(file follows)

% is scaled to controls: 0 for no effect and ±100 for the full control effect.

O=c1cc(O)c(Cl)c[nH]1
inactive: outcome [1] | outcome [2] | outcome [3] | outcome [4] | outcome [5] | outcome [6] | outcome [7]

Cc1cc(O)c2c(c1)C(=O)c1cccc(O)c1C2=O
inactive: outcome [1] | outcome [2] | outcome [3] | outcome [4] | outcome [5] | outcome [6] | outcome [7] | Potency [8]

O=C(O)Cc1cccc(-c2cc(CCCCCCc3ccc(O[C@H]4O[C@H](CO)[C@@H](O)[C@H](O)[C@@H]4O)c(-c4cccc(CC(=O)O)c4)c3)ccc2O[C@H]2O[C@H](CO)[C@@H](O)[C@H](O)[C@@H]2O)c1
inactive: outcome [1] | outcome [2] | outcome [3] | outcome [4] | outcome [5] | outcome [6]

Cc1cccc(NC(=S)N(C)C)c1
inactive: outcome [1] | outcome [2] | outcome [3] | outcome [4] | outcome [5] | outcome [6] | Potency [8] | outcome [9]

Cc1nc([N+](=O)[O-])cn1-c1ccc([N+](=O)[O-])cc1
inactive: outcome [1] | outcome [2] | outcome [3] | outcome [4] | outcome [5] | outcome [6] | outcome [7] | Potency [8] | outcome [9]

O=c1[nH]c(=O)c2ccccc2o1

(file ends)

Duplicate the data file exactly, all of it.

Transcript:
% is scaled to controls: 0 for no effect and ±100 for the full control effect.

O=c1cc(O)c(Cl)c[nH]1
inactive: outcome [1] | outcome [2] | outcome [3] | outcome [4] | outcome [5] | outcome [6] | outcome [7]

Cc1cc(O)c2c(c1)C(=O)c1cccc(O)c1C2=O
inactive: outcome [1] | outcome [2] | outcome [3] | outcome [4] | outcome [5] | outcome [6] | outcome [7] | Potency [8]

O=C(O)Cc1cccc(-c2cc(CCCCCCc3ccc(O[C@H]4O[C@H](CO)[C@@H](O)[C@H](O)[C@@H]4O)c(-c4cccc(CC(=O)O)c4)c3)ccc2O[C@H]2O[C@H](CO)[C@@H](O)[C@H](O)[C@@H]2O)c1
inactive: outcome [1] | outcome [2] | outcome [3] | outcome [4] | outcome [5] | outcome [6]

Cc1cccc(NC(=S)N(C)C)c1
inactive: outcome [1] | outcome [2] | outcome [3] | outcome [4] | outcome [5] | outcome [6] | Potency [8] | outcome [9]

Cc1nc([N+](=O)[O-])cn1-c1ccc([N+](=O)[O-])cc1
inactive: outcome [1] | outcome [2] | outcome [3] | outcome [4] | outcome [5] | outcome [6] | outcome [7] | Potency [8] | outcome [9]

O=c1[nH]c(=O)c2ccccc2o1